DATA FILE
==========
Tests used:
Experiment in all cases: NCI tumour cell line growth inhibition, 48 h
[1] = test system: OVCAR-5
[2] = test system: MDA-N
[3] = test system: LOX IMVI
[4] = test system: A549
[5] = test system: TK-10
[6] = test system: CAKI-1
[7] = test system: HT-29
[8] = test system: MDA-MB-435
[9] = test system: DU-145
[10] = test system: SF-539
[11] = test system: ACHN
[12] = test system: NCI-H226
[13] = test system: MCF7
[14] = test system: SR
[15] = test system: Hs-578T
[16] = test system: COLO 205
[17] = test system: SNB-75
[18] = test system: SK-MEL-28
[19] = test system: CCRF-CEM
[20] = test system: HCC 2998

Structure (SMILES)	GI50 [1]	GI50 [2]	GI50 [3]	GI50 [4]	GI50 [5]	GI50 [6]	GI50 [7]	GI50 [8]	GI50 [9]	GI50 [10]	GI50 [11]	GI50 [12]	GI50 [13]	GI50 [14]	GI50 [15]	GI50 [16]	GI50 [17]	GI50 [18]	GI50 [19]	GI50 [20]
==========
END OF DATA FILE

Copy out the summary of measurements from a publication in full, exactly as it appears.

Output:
Tests used:
Experiment in all cases: NCI tumour cell line growth inhibition, 48 h
[1] = test system: OVCAR-5
[2] = test system: MDA-N
[3] = test system: LOX IMVI
[4] = test system: A549
[5] = test system: TK-10
[6] = test system: CAKI-1
[7] = test system: HT-29
[8] = test system: MDA-MB-435
[9] = test system: DU-145
[10] = test system: SF-539
[11] = test system: ACHN
[12] = test system: NCI-H226
[13] = test system: MCF7
[14] = test system: SR
[15] = test system: Hs-578T
[16] = test system: COLO 205
[17] = test system: SNB-75
[18] = test system: SK-MEL-28
[19] = test system: CCRF-CEM
[20] = test system: HCC 2998

Structure (SMILES)	GI50 [1]	GI50 [2]	GI50 [3]	GI50 [4]	GI50 [5]	GI50 [6]	GI50 [7]	GI50 [8]	GI50 [9]	GI50 [10]	GI50 [11]	GI50 [12]	GI50 [13]	GI50 [14]	GI50 [15]	GI50 [16]	GI50 [17]	GI50 [18]	GI50 [19]	GI50 [20]